The focus of this aspect of a HP Programme is to identify underlying system causes which contributed to the event for targeted system learning to prevent recurrence and/or minimise consequences in the future.
- Human error / non-compliance is not a root cause - dig deeper to underlying causes
- The individual most proximate to an event is not the only person who contributed
- There is never only one root cause
- Blame and punishment have side effects and may be detrimental to learning and prevention
- Contributing factors must be targeted and changed to prevent recurrence.
Recommendations should use the hierarchy of controls to target underlying system causes.
In order to move investigations from focusing on error and an individual’s behaviour as a root cause, the following is recommended:
- Clearly articulate the individual’s behaviour(s) which contributed to the event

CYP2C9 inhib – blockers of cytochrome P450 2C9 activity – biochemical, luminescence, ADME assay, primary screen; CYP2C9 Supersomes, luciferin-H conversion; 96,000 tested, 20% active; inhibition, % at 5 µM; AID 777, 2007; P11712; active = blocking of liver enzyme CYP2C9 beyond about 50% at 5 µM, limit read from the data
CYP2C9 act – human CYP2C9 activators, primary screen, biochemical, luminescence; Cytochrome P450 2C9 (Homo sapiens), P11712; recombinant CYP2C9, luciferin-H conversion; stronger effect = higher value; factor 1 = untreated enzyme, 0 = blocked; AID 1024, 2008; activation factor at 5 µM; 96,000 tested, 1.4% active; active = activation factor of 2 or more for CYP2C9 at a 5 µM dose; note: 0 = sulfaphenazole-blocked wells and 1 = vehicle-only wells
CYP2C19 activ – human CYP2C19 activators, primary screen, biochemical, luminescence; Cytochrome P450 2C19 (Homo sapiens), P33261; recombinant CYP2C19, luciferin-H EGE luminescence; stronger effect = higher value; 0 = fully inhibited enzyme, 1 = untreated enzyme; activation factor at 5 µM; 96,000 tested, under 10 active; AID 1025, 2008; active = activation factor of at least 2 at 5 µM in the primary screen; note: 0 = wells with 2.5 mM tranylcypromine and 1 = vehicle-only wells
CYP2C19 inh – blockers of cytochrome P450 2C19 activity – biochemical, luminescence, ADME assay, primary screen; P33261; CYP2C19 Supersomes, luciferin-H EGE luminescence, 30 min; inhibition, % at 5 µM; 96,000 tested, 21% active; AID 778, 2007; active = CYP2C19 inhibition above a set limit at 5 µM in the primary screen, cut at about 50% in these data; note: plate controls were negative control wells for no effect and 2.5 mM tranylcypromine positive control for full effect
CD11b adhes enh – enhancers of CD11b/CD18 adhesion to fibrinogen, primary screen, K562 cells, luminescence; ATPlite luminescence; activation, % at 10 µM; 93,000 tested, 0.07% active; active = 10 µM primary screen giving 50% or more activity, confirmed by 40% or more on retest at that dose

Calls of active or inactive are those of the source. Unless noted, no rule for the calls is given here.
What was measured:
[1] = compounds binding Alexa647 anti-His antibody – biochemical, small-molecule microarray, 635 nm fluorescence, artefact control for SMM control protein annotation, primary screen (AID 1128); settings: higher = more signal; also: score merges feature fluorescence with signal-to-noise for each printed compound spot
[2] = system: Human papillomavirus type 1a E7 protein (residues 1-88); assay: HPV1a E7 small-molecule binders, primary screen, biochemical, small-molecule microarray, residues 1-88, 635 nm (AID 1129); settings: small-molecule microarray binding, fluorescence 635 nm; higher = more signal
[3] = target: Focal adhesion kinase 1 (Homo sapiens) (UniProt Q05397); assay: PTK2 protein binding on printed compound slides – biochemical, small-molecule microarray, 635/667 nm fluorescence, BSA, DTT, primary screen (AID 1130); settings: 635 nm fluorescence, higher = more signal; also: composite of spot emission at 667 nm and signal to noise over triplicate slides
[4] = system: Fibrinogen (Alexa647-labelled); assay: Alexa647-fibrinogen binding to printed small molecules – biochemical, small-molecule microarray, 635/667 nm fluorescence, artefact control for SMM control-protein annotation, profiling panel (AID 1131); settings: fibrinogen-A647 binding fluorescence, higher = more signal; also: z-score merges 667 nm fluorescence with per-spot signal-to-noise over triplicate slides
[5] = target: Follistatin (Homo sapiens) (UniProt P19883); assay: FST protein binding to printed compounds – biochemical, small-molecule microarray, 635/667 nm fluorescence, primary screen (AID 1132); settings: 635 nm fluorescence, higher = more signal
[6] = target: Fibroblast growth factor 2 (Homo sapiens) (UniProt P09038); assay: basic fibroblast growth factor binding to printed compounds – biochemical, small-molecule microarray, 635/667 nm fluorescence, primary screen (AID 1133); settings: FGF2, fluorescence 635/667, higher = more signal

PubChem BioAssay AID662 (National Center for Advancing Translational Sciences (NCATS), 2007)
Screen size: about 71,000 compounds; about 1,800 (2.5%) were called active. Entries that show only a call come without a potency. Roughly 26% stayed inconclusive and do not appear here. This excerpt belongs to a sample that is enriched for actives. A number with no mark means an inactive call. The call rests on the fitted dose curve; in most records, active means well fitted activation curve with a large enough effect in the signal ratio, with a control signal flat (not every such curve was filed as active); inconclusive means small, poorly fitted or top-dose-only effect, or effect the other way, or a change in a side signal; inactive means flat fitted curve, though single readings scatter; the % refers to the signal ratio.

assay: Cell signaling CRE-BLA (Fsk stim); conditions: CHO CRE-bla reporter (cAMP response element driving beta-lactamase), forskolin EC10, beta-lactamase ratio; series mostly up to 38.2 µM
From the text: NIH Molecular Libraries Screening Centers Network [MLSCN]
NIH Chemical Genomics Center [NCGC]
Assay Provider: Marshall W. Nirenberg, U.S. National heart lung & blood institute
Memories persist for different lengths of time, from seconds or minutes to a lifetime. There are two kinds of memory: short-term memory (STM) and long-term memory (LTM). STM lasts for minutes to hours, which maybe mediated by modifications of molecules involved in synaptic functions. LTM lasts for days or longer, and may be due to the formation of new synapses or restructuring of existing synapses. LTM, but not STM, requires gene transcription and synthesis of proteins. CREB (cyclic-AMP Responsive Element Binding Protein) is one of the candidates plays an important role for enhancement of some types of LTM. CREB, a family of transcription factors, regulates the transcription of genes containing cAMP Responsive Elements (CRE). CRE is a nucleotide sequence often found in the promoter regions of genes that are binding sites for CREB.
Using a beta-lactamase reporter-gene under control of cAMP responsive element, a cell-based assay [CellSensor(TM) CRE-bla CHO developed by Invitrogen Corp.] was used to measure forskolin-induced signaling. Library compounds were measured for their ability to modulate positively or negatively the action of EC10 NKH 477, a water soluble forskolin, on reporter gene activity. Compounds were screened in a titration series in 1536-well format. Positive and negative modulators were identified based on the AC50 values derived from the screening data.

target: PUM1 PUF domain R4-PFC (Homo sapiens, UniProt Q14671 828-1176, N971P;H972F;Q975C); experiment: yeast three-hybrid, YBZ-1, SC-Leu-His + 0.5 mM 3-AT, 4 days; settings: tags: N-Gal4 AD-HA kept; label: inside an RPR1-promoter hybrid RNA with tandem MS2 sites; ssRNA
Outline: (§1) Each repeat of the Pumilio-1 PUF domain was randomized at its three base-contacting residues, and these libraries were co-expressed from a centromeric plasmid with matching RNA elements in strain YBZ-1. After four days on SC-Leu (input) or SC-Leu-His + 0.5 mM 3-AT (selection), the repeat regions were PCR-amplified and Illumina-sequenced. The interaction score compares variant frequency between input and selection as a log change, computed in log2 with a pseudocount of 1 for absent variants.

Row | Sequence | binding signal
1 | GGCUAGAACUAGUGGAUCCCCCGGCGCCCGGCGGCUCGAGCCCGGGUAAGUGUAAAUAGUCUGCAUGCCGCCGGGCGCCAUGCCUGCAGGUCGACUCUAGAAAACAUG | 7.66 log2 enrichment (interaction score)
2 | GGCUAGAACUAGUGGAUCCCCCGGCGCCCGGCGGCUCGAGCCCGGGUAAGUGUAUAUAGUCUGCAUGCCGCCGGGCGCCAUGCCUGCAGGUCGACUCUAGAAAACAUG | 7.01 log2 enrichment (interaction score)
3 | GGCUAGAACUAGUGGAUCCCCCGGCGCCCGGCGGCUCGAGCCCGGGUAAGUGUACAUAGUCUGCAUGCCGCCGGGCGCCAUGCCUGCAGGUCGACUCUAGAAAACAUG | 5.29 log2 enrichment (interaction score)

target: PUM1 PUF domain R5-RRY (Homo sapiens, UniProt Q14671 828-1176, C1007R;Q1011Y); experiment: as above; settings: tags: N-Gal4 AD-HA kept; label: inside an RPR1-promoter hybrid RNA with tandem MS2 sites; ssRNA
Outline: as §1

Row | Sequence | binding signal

- Identify Performance Shaping Factors (PSFs) that allowed for or promoted that individual’s behaviour. Those PSFs include the following categories:
- Job/workspace design factors
- Personal factors
- Management/System Factors
- Organizational/Culture Factors
- Develop recommendations guided by the Hierarchy of Controls by challenging the behaviour and whether:
- The task central to the incident can be eliminated
- Engineering controls put in place to eliminate the opportunity for error
- Engineering controls put in place to eliminate the consequences should the error occur
- Administrative controls are strong and whether additional controls are required.
- Learning from incidents is applied system-wide to similar tasks.
Explore the Guidance and Development sections above to find out how to apply these recommendations. To begin, we recommend going straight to Level 1 >>
FURTHER READING AND RESOURCES
IOGP Report 621: Demystifying Human Factors: Building confidence in human factors investigation.
Eurocontrol - System Thinking for Safety: Ten Principles